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Bee-Friendly Purchasing

bee and flower

Honeybees and other pollinators, which are the backbone of our food system, are rapidly declining due to several factors. A growing body of scientific research has implicated the widespread use of pesticides, including neonicotinoids (also called "neonics"), as a fundamental contributor to pollinator declines.

Neonics are insecticides that are persistent, systemic, and potentially addictive to pollinators. They are largely applied to plants and seeds to prevent insects from eating them. These water soluble pesticides are readily absorbed by plant roots and transported systemically in the plant's vascular system to other parts of the plant, including roots, pollen, nectar, leaves, stems, and fruit. This absorption pathway results in the exposure of beneficial, non-target insects such as bees and other pollinators to potentially lethal doses of these pesticides. These insecticides are added to ornamental flower dust, insecticidal sprays, fertilizers, and other landscaping products. They are also found in pre-treated seeds and plants — including some that are labeled pollinator friendly — as well as in some pressure-treated wood, deck sealants, and other building supplies to minimize pest damage.

Despite mounting evidence of the significant hazard that neonics pose to pollinators, the U.S. EPA has continued allowing most neonicotinoid pesticides to remain on the market. Fortunately, a growing number of government entities and institutions — notably, local governments and universities — are taking action to protect pollinators by adopting new policies and practices that restrict the use of neonics and increase the amount of pollinator-friendly habitat on their property.

 

Resources

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Buyers Bee-ware: Municipal Purchasers' Guide
to Protecting Pollinators - January 2017

Buyers Bee-ware: Municipal Purchasers’ Guide to Protecting Pollinators, a report by RPN and Friends of the Earth released in January 2017, outlines how government agencies and institutions can change their purchasing policies and practices to protect honey bees and other pollinators. Actions include:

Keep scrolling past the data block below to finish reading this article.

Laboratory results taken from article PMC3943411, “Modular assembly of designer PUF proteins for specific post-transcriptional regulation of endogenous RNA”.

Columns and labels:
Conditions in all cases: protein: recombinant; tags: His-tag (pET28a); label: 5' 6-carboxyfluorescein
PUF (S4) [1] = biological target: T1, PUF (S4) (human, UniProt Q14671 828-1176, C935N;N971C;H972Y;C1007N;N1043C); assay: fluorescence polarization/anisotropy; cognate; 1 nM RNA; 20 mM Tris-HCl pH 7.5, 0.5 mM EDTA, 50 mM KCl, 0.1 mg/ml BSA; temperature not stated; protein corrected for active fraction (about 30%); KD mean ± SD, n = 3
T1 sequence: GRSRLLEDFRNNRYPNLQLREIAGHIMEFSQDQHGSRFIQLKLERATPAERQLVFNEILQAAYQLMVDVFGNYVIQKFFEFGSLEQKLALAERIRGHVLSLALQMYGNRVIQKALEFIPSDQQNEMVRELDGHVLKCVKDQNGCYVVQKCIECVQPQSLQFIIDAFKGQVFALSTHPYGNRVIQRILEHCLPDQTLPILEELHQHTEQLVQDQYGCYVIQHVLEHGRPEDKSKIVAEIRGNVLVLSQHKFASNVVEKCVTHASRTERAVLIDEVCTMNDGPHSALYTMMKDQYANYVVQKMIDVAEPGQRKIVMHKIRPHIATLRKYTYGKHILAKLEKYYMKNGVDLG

• Adopting a pollinator protection policy that includes a commitment to avoiding the purchase of pesticides and plants that contain neonics and other systemic pesticides.
  • Creating a list of approved or prohibited pesticides that restrict pesticides that can negatively impact honeybees and other pollinators.
  • Negotiating commodity contracts and service agreements that prevent suppliers from offering products containing neonics or other pesticides that are harmful to pollinators.
  • Creating pollinator-friendly habitat by planting wildflowers along rights-of-way, installing green/vegetative roofs, and transitioning to an organic land management system.
  • Buying certified-organic agricultural products such as produce, coffee, and cotton textiles.
For more info, please see the press release.

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RPN Webinar: Saving the Pollinators - July 15, 2015

State and local governments, school districts, colleges and universities, hospitals, and businesses spend millions of dollars a year on landscaping and pest management products and services. During the past decade, many of these organizations have saved money and reduced toxic chemical use through integrated pest management (IPM). In addition, some organizations have eliminated the use of neonicotinoid pesticides ("neonics") to protect bees and other pollinators. RPN and Friends of the Earth co-hosted this webinar on purchasing strategies government agencies, educational institutions, and businesses can take to protect bees and other pollinators.

This webinar covered:

  • The latest scientific findings about neonics and their impact on pollinators
  • What leading organizations are doing to make their landscape and pest management efforts pollinator friendly
  • How your organization can use its purchasing policies and practices to protect pollinators
  • Resources available to help organizations like yours take steps to adopt pollinator-friendly purchasing policies and practices

This webinar featured:

  • Tiffany Finck-Haynes, Food Futures Campaigner, Friends of the Earth
  • Chris Geiger, Ph.D., Toxics Use Reduction Program, San Francisco Department of the Environment
  • Rella Abernathy, Integrated Pest Management Coordinator, Boulder, Colorado
  • Ciannat Howett, Director of Sustainability Initiatives, Emory University
  • Scott Williams, Assistant VP of Quality Assurance and Environmental Stewardship, BJ's Wholesale Club
  • Susan Kegley, Ph.D., CEO, Pesticide Research Institute
  • Rebecca Calahan Klein, Strategist, RPN (moderator)

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